SC Agrees To Hear Transgender Woman's Allegations Of Discrimination In Air India’s Cabin Crew Recruitment Drive

SC Agrees To Hear Transgender Woman

The Supreme Court on Monday agreed to hear a petition filed by a transgender woman who was refused a cabin crew position by national carrier Air India. The petitioner, Shanavi Ponnusamy has alleged that she was discriminated against owing to her sexual orientation and was hence, denied the post.

Shanavi completed her engineering from Dr. Aditanar College of Engineerings, Tamil Nadu, in 2010, and underwent a sex reassignment surgery to become a woman in April, 2014. She thereafter worked with Sutherland Global Services (airline sector) for over a year to gain experience in the field.

Shanavi then went on to work with Air India customer support (domestic and international) in Chennai, before applying for the post of female cabin crew for its Northern Region. However, much to her dismay, she was not short-listed for the post.

She has now alleged that she did not make the cut merely because she is a transgender woman and the vacancies in the cabin crew were earmarked only for women. She asserts that Air India’s rejection on the ground of her sexual orientation violates her Fundamental Rights guaranteed under Articles 14, 15, 16 and 21 of the Constitution of India.

“…the State cannot discriminate on the ground of gender, violating Articles 14 to 16 and 21 of the Constitution of India as the Constitution guarantees enjoyment of life by all citizens of this country with dignity, viewing these human rights in terms of human development. 

In view of the various provisions of law mentioned in the body of the petition coupled with the petitioner's fundamental rights of life and employment without discrimination, the respondents have faltered and acted illegally in rejecting the candidature of the petitioner for employment in Air India,” she explains.

In the petition filed through Advocate Praveen Swarup, Shanavi traces the constitutional rights of transgender people, and highlights several problems faced by them, submitting, “…the rule of law is supreme and everyone is equal in the eyes of law in India. Yet, the transgender community is in a constant battle as they have to fight oppression, abuse and discrimination from every part of the society, whether it’s their own family and friends or society at large. The life of transgender people is a daily battle as there is no acceptance anywhere and they are ostracised from the society and also ridiculed.”

She further contends that her grievance was not addressed despite her having written to the Prime Minister’s Officer. While her complaint was forwarded to the Office of the Ministry of Civil Aviation, the authorities closed her case with the observation that currently, the transgender category does not exist in the recruitment policy. She now demands that Air India be directed to consider her candidature for the post.

Petitioner trying to arm twist her way to the post as she didn’t qualify the exams: Air India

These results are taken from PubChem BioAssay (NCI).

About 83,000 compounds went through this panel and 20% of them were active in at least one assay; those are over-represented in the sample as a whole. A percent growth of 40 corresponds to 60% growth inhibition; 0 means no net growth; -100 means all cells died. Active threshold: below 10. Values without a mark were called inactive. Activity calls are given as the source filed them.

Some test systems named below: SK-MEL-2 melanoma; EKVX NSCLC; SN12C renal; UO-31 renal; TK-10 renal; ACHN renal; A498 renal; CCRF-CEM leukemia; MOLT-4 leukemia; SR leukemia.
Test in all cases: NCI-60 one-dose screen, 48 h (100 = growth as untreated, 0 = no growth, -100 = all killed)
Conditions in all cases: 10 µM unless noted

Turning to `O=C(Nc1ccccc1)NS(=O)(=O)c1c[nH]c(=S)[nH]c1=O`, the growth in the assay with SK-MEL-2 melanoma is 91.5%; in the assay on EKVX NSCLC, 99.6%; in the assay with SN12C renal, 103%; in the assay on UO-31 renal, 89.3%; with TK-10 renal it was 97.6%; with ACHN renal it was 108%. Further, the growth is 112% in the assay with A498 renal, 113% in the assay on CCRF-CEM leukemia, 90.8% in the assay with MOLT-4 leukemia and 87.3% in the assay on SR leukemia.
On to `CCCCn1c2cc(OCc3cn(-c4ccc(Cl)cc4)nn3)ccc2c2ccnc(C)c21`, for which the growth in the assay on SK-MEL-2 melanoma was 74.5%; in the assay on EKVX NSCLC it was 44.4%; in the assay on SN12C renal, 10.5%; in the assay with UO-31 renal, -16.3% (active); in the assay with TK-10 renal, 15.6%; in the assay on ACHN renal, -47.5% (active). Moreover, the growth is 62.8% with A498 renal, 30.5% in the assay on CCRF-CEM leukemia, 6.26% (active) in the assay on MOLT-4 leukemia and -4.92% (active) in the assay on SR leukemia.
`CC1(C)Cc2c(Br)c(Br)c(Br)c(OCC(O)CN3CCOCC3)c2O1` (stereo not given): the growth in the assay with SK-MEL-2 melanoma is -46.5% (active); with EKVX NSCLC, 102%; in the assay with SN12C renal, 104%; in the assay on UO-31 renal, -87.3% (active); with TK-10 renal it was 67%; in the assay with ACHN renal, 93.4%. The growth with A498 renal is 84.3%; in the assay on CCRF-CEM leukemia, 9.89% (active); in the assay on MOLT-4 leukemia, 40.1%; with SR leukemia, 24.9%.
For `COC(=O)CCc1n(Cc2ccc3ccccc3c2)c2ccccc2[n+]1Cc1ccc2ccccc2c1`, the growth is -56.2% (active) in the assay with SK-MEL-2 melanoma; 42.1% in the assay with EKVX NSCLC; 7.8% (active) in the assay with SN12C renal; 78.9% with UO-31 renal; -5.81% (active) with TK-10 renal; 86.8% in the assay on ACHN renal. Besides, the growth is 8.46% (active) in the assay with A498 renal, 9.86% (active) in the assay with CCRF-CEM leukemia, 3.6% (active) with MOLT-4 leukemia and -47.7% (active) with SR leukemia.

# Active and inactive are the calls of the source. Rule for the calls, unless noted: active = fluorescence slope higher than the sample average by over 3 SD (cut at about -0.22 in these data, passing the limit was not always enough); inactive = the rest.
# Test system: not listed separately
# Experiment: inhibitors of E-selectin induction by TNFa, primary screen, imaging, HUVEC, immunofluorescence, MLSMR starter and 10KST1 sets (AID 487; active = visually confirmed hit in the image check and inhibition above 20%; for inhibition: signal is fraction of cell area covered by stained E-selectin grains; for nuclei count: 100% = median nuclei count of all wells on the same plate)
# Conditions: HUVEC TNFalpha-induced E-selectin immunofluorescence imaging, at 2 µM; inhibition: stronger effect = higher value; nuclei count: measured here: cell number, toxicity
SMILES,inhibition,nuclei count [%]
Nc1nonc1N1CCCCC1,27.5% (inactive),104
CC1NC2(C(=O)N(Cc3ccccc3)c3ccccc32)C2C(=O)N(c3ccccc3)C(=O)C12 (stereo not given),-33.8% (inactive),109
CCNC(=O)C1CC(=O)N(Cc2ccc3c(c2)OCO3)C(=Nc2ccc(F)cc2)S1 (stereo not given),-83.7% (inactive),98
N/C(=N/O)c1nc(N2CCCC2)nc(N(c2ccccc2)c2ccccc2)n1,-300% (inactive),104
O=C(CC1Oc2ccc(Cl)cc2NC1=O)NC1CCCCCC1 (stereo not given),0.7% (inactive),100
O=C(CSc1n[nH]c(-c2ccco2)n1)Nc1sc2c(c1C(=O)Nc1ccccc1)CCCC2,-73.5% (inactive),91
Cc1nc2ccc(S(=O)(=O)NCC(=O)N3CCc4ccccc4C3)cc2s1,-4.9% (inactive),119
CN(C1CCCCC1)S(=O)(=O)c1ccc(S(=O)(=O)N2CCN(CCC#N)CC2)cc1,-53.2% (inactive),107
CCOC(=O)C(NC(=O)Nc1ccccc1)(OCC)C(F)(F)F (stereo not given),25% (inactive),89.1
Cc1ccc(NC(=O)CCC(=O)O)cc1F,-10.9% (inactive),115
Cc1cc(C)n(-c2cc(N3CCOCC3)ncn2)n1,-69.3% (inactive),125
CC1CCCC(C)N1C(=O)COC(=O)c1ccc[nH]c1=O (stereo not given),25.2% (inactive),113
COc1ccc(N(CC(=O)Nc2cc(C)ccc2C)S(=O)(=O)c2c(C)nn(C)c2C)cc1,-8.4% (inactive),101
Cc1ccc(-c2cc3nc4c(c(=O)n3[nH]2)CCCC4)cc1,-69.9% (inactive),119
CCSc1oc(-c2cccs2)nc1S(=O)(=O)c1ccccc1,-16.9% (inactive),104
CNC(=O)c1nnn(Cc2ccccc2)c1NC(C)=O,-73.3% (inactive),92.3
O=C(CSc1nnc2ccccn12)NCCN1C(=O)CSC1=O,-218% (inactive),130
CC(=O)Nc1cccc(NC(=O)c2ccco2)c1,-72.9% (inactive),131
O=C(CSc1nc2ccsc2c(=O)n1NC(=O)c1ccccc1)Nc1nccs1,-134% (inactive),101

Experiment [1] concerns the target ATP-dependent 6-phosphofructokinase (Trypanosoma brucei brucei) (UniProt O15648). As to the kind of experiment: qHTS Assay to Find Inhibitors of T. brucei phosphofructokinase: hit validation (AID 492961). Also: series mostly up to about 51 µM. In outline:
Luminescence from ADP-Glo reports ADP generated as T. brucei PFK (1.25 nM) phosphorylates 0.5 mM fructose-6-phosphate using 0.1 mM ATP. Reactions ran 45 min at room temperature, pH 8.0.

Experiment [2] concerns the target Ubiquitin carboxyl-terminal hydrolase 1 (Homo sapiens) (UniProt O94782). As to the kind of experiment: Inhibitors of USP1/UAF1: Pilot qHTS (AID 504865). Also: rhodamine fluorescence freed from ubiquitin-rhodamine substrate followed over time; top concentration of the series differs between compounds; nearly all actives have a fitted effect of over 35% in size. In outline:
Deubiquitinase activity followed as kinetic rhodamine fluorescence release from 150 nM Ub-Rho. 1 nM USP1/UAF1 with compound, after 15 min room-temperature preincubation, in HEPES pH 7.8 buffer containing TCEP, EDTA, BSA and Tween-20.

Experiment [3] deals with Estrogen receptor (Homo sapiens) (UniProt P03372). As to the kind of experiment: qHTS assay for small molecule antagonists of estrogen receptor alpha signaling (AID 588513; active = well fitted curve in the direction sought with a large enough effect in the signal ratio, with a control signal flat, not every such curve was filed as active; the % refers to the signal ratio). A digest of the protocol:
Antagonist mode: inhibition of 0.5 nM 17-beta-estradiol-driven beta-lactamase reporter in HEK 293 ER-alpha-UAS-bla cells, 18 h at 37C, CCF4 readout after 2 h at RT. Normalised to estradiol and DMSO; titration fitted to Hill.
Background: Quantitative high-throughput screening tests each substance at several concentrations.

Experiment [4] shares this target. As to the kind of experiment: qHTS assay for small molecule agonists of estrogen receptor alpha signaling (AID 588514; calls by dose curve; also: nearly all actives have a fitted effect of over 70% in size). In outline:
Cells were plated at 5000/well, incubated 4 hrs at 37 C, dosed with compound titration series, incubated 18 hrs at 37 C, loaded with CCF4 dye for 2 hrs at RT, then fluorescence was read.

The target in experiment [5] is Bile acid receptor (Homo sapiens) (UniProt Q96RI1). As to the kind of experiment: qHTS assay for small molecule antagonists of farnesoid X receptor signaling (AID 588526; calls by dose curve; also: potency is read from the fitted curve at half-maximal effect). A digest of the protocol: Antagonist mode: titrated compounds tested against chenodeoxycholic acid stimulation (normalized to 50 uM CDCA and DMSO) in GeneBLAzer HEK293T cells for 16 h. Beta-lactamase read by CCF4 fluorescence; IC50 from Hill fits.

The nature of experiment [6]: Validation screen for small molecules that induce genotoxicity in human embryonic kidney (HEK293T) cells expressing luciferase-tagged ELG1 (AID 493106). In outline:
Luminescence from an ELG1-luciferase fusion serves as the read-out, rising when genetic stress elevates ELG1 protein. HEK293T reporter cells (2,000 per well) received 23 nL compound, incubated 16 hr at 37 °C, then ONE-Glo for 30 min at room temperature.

Air India has however denied all averments, seeking dismissal of the petition alleging that the same is a “gross abuse of the process of law”. 

In its counter-affidavit, Air India has further asserted that Shanavi has failed to demonstrate elements of discrimination and arbitration and that she is trying to “arm-twist” Air India into employing her. It, in fact, alleges that Shanavi was rejected only on the basis of merits, as she was unable to clear the interview fairly.

Air India submits that the task of conducting the Group Discussion (GD) & Personality Attitude Test (PAT) for the post was outsourced to an independent consulting agency called the Ashoka Institute of Hospitality and Tourism Management, Chanakyapuri. It then contends that Shanavi’s candidature was rejected as she had only secured 51 marks in the GD & PAT, as against the requirement of 55% marks in case of Scheduled Caste candidates.

“…it becomes evident that the Petitioner was/has been unable to qualify for the said post twice, due to her own inefficiency and is falsely blaming the answering Respondent for being discriminatory on account of her gender,” it therefore contends.

Air India finally submits that while it has “utmost regard and sympathy” for Shanavi, it has suffered “immense loss to its goodwill and reputation” due to the petition and it hence, reserves the right to sue her for damages.

Should be shown leniency in minimum qualifying marks: Shanavi

In response to Air India’s affidavit, Shanavi has relied on the response received from the Ministry of Civil Aviation, submitting, “…in the reply to the representation submitted by the petitioner herein to the Hon’ble Prime Minister of India which was forwarded to the Ministry of Civil Aviation, Government of India, the respondent adopted an entirely different and totally contradictory stand thereby stated that the reason for Non-selection that ‘presently transgender category does not exist in the recruitment policy and if this category is introduced anytime in future we will advertised vacancies accordingly. (sic)”

Besides, she contends that 55% has been prescribed as the qualifying marks for female candidates and that leniency should be shown to her. She further calls out Air India for outsourcing the GD & PAT, and asserts that the entire selection process has been rendered invalid as no specific instructions were laid down for transgender candidates separately.